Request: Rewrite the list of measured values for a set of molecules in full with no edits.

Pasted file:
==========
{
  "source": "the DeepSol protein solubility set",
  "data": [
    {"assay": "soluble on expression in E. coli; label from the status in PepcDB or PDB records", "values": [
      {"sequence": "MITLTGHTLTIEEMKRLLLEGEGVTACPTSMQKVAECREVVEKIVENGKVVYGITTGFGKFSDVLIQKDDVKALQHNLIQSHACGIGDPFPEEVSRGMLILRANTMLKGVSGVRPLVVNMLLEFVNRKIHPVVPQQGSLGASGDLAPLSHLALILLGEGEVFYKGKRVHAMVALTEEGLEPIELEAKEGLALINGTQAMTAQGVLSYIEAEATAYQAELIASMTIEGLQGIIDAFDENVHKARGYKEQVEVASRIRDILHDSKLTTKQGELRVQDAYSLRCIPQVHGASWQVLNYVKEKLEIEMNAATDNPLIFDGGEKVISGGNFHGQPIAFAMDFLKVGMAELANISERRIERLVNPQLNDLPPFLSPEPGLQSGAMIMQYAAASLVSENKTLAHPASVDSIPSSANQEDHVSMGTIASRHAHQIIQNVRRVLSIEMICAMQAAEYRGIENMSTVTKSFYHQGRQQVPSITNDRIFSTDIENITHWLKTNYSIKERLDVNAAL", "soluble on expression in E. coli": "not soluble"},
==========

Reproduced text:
{
  "source": "the DeepSol protein solubility set",
  "data": [
    {"assay": "soluble on expression in E. coli; label from the status in PepcDB or PDB records", "values": [
      {"sequence": "MITLTGHTLTIEEMKRLLLEGEGVTACPTSMQKVAECREVVEKIVENGKVVYGITTGFGKFSDVLIQKDDVKALQHNLIQSHACGIGDPFPEEVSRGMLILRANTMLKGVSGVRPLVVNMLLEFVNRKIHPVVPQQGSLGASGDLAPLSHLALILLGEGEVFYKGKRVHAMVALTEEGLEPIELEAKEGLALINGTQAMTAQGVLSYIEAEATAYQAELIASMTIEGLQGIIDAFDENVHKARGYKEQVEVASRIRDILHDSKLTTKQGELRVQDAYSLRCIPQVHGASWQVLNYVKEKLEIEMNAATDNPLIFDGGEKVISGGNFHGQPIAFAMDFLKVGMAELANISERRIERLVNPQLNDLPPFLSPEPGLQSGAMIMQYAAASLVSENKTLAHPASVDSIPSSANQEDHVSMGTIASRHAHQIIQNVRRVLSIEMICAMQAAEYRGIENMSTVTKSFYHQGRQQVPSITNDRIFSTDIENITHWLKTNYSIKERLDVNAAL", "soluble on expression in E. coli": "not soluble"},